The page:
Jimmy Chartron and the Lost Keystone by J.T. Michaels

I really enjoyed Jimmy Chartron and the Lost Keystone from the moment I started it. Our hero is a new pupil at the Navale Academy and although he lives in a world of magic stones, he has decided to specialise in the study of electricity, which I have to say, I thought was a nice touch: his world is like a reverse mirror image of ours and there is some magic in electricity, isn’t there? Or certainly there is for Jimmy.

Jimmy soon discovers that things are not right at the Academy with the spotting of shadowy figures, and the book involves him going on a quest to seek answers, especially when people start to be attacked. I am not going to reveal too much here about what happens but Jimmy gets help along the way, gaining crucial friends from different quarters to help him.

Jimmy is an engaging hero who is easy to like. He has courage and brains and whilst he may have been thrown into circumstances into which he never expected to find himself, he does it with a can-do spirit. J.T. Michaels has Jimmy on a fast-paced adventure, discovering a lot about his world from which he had previously been sheltered or of which he had a basic knowledge and there are scuffles and skirmishes galore in various settings in his fictional world.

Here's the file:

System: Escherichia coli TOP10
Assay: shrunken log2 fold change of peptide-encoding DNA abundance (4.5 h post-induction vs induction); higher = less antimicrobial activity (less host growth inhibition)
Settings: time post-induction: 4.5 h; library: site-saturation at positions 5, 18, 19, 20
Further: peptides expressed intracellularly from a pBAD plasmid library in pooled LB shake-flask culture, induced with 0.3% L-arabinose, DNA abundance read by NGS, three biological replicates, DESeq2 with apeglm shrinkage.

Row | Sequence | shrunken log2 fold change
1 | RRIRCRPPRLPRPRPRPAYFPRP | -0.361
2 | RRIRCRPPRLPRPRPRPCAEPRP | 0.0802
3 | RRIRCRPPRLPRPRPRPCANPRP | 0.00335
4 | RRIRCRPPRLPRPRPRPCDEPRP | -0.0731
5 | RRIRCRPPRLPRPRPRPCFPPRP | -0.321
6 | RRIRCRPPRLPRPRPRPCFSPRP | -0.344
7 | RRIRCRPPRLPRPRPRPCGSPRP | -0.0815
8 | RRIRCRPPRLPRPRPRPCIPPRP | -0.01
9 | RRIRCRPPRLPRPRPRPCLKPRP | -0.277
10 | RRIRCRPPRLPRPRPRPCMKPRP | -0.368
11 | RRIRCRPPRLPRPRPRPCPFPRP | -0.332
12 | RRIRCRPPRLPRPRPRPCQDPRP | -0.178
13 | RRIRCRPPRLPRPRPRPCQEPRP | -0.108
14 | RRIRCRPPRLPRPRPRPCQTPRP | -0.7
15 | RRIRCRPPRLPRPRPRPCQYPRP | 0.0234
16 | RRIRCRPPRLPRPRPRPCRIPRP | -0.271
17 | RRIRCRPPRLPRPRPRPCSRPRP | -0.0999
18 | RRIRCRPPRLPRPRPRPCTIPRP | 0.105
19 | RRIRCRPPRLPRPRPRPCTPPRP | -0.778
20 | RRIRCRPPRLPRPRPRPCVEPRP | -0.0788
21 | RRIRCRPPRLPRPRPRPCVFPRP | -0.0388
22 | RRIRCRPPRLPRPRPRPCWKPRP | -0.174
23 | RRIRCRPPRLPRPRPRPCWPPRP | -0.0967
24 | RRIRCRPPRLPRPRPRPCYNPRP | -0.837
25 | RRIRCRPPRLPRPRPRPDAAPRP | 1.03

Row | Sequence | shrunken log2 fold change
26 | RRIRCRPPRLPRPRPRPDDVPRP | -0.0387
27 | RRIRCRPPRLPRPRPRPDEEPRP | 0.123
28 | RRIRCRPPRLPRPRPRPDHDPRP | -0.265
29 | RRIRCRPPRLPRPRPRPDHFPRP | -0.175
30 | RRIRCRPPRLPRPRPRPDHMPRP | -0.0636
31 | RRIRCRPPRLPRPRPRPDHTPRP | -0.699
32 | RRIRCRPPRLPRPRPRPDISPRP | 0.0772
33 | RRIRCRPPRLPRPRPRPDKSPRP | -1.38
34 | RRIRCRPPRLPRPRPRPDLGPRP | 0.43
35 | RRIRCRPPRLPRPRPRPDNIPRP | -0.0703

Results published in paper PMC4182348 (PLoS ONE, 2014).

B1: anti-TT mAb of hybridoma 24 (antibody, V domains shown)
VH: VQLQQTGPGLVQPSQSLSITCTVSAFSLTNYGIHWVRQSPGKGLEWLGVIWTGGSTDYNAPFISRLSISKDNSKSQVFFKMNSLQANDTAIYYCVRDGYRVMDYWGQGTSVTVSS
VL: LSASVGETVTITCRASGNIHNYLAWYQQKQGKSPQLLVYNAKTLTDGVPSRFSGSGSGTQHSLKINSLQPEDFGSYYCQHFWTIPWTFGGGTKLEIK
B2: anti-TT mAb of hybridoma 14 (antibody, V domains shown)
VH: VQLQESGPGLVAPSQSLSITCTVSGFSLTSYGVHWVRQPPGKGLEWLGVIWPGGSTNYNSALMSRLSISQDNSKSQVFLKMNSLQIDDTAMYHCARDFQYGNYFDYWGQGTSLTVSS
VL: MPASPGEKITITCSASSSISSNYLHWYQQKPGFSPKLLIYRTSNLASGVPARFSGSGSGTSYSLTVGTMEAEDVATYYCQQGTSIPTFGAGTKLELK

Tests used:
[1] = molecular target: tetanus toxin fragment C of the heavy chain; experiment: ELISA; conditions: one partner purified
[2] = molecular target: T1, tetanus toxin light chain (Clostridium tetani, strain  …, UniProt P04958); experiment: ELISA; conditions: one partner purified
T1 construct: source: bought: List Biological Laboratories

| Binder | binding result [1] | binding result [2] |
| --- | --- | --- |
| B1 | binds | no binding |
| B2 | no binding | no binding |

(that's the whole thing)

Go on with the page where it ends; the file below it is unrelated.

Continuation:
All of these incidences are well written. J.T. Michaels has a particular talent for writing dialogue and I think that some of the best fantasy novels I have read have this in common: the characters seem relatable because of the way that they interact with each other, and teasing and humour accentuates this and builds a relationship for you as the reader with those characters which makes you will them on, to find the truth, to beat the baddy, to overcome. It also helps that they are involved in scrapes that bond them to each other. Nothing like shared strife to help you see who has got your back.

Could parallels be drawn with Harry Potter? Possibly, as there are definite similarities. However, Michaels’ style and the situations that Jimmy finds himself in are their own.

In Jimmy Chartron, I think as an introduction to fantasy, this will appeal to its target audience and as a fantasy reader of some experience, I am curious to see where Jimmy’s adventures take him next.

I received an advance review copy for free, and I am leaving this review voluntarily.

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